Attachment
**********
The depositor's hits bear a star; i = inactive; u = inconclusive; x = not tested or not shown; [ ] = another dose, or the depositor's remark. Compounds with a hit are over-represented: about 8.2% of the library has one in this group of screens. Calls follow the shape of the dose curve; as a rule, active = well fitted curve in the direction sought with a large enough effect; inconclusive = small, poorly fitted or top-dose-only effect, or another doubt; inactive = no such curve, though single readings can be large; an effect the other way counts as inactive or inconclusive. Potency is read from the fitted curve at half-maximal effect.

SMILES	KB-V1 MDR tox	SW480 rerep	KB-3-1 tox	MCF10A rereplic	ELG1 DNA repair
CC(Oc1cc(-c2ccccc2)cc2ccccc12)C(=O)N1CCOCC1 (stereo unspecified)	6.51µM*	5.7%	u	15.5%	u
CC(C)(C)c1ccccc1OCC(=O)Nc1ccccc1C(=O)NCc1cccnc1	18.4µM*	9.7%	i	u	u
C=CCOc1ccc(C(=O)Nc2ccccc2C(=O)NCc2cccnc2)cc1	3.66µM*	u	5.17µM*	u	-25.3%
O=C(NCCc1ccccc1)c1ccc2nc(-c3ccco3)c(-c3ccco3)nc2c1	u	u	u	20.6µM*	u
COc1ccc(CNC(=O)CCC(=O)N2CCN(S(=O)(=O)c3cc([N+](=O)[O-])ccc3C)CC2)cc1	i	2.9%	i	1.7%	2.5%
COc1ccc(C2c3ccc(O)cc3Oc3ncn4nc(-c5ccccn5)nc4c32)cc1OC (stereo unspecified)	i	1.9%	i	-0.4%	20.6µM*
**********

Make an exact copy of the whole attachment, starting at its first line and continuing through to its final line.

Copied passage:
The depositor's hits bear a star; i = inactive; u = inconclusive; x = not tested or not shown; [ ] = another dose, or the depositor's remark. Compounds with a hit are over-represented: about 8.2% of the library has one in this group of screens. Calls follow the shape of the dose curve; as a rule, active = well fitted curve in the direction sought with a large enough effect; inconclusive = small, poorly fitted or top-dose-only effect, or another doubt; inactive = no such curve, though single readings can be large; an effect the other way counts as inactive or inconclusive. Potency is read from the fitted curve at half-maximal effect.

SMILES	KB-V1 MDR tox	SW480 rerep	KB-3-1 tox	MCF10A rereplic	ELG1 DNA repair
CC(Oc1cc(-c2ccccc2)cc2ccccc12)C(=O)N1CCOCC1 (stereo unspecified)	6.51µM*	5.7%	u	15.5%	u
CC(C)(C)c1ccccc1OCC(=O)Nc1ccccc1C(=O)NCc1cccnc1	18.4µM*	9.7%	i	u	u
C=CCOc1ccc(C(=O)Nc2ccccc2C(=O)NCc2cccnc2)cc1	3.66µM*	u	5.17µM*	u	-25.3%
O=C(NCCc1ccccc1)c1ccc2nc(-c3ccco3)c(-c3ccco3)nc2c1	u	u	u	20.6µM*	u
COc1ccc(CNC(=O)CCC(=O)N2CCN(S(=O)(=O)c3cc([N+](=O)[O-])ccc3C)CC2)cc1	i	2.9%	i	1.7%	2.5%
COc1ccc(C2c3ccc(O)cc3Oc3ncn4nc(-c5ccccn5)nc4c32)cc1OC (stereo unspecified)	i	1.9%	i	-0.4%	20.6µM*